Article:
spikes caused by charging/discharging load capacitance

22
Transmission Line Effects
 When using high-speed logic and the rise and fall times
are of the same order as the propagation of the signal,
transmission line effects become significant.
 When a signal transition propagates down a wire, it will
be reflected back if the signal is not absorbed at the
destination end.
 At lower speeds, the effect can be ignored
 With the fastest processors now in use, most engineers
will need to consider whether the effects will have a
negative impact on their designs
 Take appropriate action if necessary.

23
Transmission Line Characteristics
 There are several characteristics of digital transmission
lines that must be addressed:
 signal transition time vs. clock rate
 mutual inductance and capacitance (crosstalk)
 physical layout effects
 impedance estimates
 strip line vs. micro strip
 effects of unmatched impedances
 termination and other alternatives
 series termination vs. parallel termination
 DC vs. AC termination techniques

24
Ground Bounce
 An effect of high-speed signal transitions
 Ground bounce occurs when a large peak current flows
through the ground pin of a chip due to one or more
logic outputs changing state and discharging their load
capacitances simultaneously
 While the parasitic inductance of the ground pin may
not seem very significant (in the nano-henry range)
 Fast transients can cause large voltages to appear across the
ground pin (the parasitic inductance)

25
VL: Voltage across the inductance
 The voltage across an inductor is equal to the
inductance times the rate of change of current through
the inductor:
V = L * di/dt, where
V = instantaneous voltage across the inductor (volts)
L = Inductance (henry)
di/dt = Rate of change of current (amperes/sec)
and current i = Q/t (amperes = coulombs per second)

The charge on a capacitor is Q = CV (coulombs = farads * volts)

So:
V = L * C * (delta V) / (delta t) 2 approximately, or
V = L * C * (Voh-Vol) / (Tr)2 using the output voltage and rise time

26
In-Class Exercise:
 A CMOS output driving a 100 pF load with a rise time of
2 nS would induce what voltage across a typical 1 nH
inductance of the chip’s ground lead:
V = L * C * (Voh-Vol) / (Tr)2

≈ 4.5v ≈ 0.5v

27
In-Class Exercise:
 A CMOS output driving a 100 pF load with a rise time of
2 nS would induce what voltage across a typical 1 nH
inductance of the chip’s ground lead:
V = L * C * (Voh-Vol) / (Tr)2

V = 1 nH * 100 pF * (4.5 - 0.5 V) / (2 nS) 2 = 0.1 V

28
In-Class Exercise:
 A CMOS output driving a 100 pF load with a rise time of
2 nS would induce what voltage across a typical 1 nH
inductance of the chip’s ground lead:
V = L * C * (Voh-Vol) / (Tr)2

V = 1 nH * 100 pF * (4.5 - 0.5 V) / (2 nS) 2 = 0.1 V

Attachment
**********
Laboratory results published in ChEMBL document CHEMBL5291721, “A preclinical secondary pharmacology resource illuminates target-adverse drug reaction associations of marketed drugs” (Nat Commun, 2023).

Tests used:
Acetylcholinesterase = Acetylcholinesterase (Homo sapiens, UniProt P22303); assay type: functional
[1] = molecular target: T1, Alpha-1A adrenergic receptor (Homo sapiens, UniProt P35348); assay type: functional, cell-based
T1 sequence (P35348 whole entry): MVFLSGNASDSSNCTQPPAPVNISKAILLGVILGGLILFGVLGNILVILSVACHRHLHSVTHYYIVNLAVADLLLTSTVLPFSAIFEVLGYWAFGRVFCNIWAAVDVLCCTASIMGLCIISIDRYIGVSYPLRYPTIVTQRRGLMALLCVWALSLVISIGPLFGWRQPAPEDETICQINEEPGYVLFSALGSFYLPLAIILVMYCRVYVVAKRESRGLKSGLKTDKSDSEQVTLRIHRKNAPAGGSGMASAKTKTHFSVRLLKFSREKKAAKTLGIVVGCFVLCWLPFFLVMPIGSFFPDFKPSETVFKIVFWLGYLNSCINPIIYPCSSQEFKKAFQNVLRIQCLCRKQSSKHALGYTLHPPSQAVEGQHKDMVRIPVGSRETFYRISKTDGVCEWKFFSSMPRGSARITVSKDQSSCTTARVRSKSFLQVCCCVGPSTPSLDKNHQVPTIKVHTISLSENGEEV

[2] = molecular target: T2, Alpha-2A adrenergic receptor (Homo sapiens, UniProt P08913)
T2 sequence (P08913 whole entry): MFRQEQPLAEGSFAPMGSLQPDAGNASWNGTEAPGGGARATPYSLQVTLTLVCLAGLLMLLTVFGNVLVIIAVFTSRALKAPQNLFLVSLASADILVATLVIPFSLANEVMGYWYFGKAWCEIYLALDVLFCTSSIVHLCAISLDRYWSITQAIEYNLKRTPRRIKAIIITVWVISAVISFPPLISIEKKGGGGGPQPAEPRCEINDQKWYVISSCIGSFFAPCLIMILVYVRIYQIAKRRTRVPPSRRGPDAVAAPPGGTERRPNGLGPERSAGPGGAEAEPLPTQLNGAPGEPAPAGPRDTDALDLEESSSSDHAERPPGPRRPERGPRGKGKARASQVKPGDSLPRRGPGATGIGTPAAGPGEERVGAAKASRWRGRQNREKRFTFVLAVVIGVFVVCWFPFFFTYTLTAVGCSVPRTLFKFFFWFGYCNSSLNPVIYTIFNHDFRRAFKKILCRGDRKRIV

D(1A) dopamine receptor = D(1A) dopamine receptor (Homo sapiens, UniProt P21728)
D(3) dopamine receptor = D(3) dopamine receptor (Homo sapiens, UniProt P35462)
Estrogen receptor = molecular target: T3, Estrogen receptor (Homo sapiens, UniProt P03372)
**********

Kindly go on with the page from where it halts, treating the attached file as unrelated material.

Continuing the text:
Not much: 100mV. But, this is on 1 pin. What if this


occurred on an 8-bit data bus and a 16-bit address bus.
It could cause a 2.4 v bounce (24*.1v): that is
significant

29
Ground Pins
 This is why high-speed logic devices may have multiple,
short ground pins, and may only be available in small,
surface mounted packages
 Exact ground lead inductances are difficult or
impossible to measure
 The longer the lead, the greater the inductance
 So:
 Avoid making embedded systems faster then necessary
 Use very short ground and power wires
 High speed PC boards should:
 Use separate inner layers for ground and power planes
 Use very short wires
30
Interfacing Logic Families
 The three most common logic families are:
 TTL: transistor-transistor logic
 NMOS: n-channel metal oxide semiconductor field effect
transistor logic
 CMOS: complementary MOS logic
 All have versions with TTL compatible inputs
 CMOS has become the most common
 Lower power consumption:
 good for battery operated mobile devices
 Relatively high circuit density

31
TTL/CMOS Noise Margins
TTL

0.4 V Noise Margin

CMOS

1.5 and 1.6 V Noise Margins

32
CMOS driving TTL
TTL

0.4 V Noise Margin

Using a CMOS output to drive a


TTL input is a direct connection
if the CMOS can sink the TTL’s
low input current.
CMOS

1.5 and 1.6 V Noise Margins

33
TTL driving CMOS Interfacing
TTL

A high voltage output from TTL – would not


necessarily be seen as a logic “1” input to
CMOS

CMOS

34
TTL driving CMOS Interfacing
TTL

A high voltage output from TTL – would not


necessarily be seen as a logic “1” input to
CMOS
Unless you use a pull-up resistor at
the output of the TTL gate to pull a
CMOS logic “1” up to 3v (or more).

Or use an open-collector TTL and a


pull-up resistor to get to the
required voltage level.

35
Interfacing
 There are several ways to handle this:
 Use High speed CMOS TTL compatible: 74HCTxx
 Can be driven directly by devices having TTL output voltage levels
 Use TTL to CMOS level shifters

36
Level Shifters
 Level shifters are available for converting logic levels
from one family to another
 3 volt to and from 5 volt CMOS
 5 volt TTL to +/- V ECL (emitter-coupled logic)
 5 volt levels to +/-12 volt RS-232 signals
 There are also special ICs for driving output loads
requiring either a high voltage or high current output,
 Light, motor or relay
 AC interfaces
 Solid-state relays
 Optical-isolators

37
Optical Isolators
 Provide a barrier to transient voltages that can be on
the order of thousands of volts
 Barrier is transparent: allows light to pass
 Insulated to prevent current flowing across the
boundary

38
High Voltage Outputs
 High voltage outputs can also be controlled safely by
using the microcontroller’s output to turn on the LED
that turns the output switch on
 In this case:
 An SCR (silicon-controlled rectifier) or
 TRIAC (an AC version of the SCR) is used
 Rather than a transistor
 Referred to as solid-state relays (SSR),

 Both isolated inputs and outputs are available in


complete modules
 They have the necessary circuits to monitor and control high
voltage devices using optical isolation for safety
 Microcontroller compatible I/O on one side that is optically isolated from
the high power outputs on the other side

39
Load Analysis Example
 An LS-TTL gate is to be used to drive one LS-TTL input
and one CMOS input
 An interface must be made which will guarantee the
CMOS input voltage requirement will be met with the
same noise margin as a standard LSTTL input
 Specifications for the LS-TTL and CMOS gates are
shown on the next page

40
LS-TTL and CMOS Specs

Since the LSTTL VOL is 0.4 volts and the


CMOS VIL is 2.0 volts, the CMOS input low
voltage is compatible with the LSTTL low
output voltage.

41
LS-TTL and CMOS Specs

The LS-TTL output high voltage of VOH = 2.8


volts is not sufficient to meet the CMOS
input high VIH = 3.0 volts.